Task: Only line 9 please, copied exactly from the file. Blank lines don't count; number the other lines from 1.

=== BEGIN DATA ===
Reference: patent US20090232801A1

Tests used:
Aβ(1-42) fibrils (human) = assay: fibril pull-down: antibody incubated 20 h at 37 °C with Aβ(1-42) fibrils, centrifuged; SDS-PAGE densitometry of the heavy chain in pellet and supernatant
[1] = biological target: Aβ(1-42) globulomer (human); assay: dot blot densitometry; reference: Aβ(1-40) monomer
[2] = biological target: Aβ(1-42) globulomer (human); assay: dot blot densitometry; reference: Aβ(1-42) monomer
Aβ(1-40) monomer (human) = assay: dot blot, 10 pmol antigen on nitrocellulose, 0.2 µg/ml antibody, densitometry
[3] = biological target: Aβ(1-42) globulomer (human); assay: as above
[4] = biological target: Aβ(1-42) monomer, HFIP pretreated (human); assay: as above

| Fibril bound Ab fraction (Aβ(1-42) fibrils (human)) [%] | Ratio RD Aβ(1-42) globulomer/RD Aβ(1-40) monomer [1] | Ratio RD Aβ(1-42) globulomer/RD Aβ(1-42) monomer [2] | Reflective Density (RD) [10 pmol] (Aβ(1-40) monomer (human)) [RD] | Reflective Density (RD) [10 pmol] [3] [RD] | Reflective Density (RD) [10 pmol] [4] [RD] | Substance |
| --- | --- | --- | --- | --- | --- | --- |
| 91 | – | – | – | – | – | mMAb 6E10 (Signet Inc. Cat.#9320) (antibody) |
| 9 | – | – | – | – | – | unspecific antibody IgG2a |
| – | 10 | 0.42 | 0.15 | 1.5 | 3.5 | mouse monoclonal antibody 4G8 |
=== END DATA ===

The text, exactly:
| Fibril bound Ab fraction (Aβ(1-42) fibrils (human)) [%] | Ratio RD Aβ(1-42) globulomer/RD Aβ(1-40) monomer [1] | Ratio RD Aβ(1-42) globulomer/RD Aβ(1-42) monomer [2] | Reflective Density (RD) [10 pmol] (Aβ(1-40) monomer (human)) [RD] | Reflective Density (RD) [10 pmol] [3] [RD] | Reflective Density (RD) [10 pmol] [4] [RD] | Substance |